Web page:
Monday, December 3, 2012

Einstein's Brain

CREDIT: Falk, Lepore & Noe, 2012
National Museum of Health and Medicine
Recently, there have been several news reports about Einstein's brain, due to newly uncovered photographs released on November 16 in the journal, "Brain." Apparently, scientists believe the more ridges and valleys a brain has, the more surface area it contains for neurons. This may be an important facet of an individual's potential to be a "genius," and Einstein's brain has an especially complicated topography.

Einstein's brain is said to have thicker gray matter (tied to conscious thought), more complex folds in the prefrontal cortex (used for abstract thought and planning), extra folds in the occipital lobes (related to visual processing), and asymmetrical right and left parietal lobes (key for spacial and mathematical reasoning). His right parietal lobe even has a rare extra fold, which gave him a significant inborn advantage, according to Sandra Witelson at McMaster University. For a good summary, check out this video on CNN:
Click the image above to open the CNN video in a new tab.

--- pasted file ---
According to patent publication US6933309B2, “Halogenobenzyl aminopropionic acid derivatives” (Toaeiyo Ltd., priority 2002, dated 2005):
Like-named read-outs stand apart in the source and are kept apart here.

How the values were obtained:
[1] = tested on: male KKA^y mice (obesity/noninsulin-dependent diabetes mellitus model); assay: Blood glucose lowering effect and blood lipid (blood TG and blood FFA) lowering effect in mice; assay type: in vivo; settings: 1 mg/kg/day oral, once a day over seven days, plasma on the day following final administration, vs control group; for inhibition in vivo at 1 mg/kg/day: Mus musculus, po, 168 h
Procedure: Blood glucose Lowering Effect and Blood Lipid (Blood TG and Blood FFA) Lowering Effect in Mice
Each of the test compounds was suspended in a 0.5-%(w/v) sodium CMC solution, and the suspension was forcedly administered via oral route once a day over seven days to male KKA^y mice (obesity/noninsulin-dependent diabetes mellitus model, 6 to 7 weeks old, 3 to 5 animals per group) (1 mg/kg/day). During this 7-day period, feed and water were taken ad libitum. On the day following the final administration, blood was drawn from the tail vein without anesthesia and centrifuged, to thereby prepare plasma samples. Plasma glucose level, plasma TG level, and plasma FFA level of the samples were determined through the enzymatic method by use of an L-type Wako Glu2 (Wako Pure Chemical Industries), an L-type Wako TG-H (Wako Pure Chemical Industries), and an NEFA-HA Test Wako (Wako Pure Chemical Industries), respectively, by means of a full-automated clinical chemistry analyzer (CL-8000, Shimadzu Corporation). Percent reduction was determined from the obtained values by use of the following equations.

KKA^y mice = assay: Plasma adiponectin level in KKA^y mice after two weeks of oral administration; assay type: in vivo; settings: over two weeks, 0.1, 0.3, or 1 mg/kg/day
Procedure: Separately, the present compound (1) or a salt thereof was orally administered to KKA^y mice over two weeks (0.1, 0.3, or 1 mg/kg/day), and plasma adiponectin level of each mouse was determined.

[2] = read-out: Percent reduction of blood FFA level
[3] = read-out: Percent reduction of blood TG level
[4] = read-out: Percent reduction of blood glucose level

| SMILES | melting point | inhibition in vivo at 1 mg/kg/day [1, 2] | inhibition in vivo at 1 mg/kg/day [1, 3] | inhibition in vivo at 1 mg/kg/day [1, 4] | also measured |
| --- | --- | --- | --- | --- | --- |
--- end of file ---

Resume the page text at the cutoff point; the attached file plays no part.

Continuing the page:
Yet scientists believe the brain is not a fixed organ - it can be changed for the better through choices to learn new things, actively engaging with mental challenges, playing memory games, participating in the arts, and a wide range of other activities that engage various regions of the brain and essentially grow the mind. Of course, the brain can also be harmed by trauma, drug and alcohol use, tobacco, etc. (I'm not sure if television really kills brain cells, as parents like to say, but hey, you never know!) Although the science community has made tremendous strides in understanding the human brain over the last few decades, there is so much left unknown about this complex and mysterious organ. Most likely, brain development and the shape of an individual's adult brain is based on a combination of the brain's shape at birth and the usage/thinking/experiences actively put into its development.

CREDIT: Falk, Lepore & Noe, 2012
National Museum of Health and Medicine
According to Dean Falk, an anthropologist at Florida State University, "It was both nature and nurture. [Einstein] was born with a very good brain, and he had the kinds of experiences that allowed him to develop the potential he had."

Maybe there is hope for me yet! Mensa, here I come!






Sources:
  • http://www.livescience.com/24896-einstein-amazing-brain-photos.html
  • http://www.npr.org/blogs/health/2012/11/19/165483381/scientists-get-a-new-look-at-einsteins-brain

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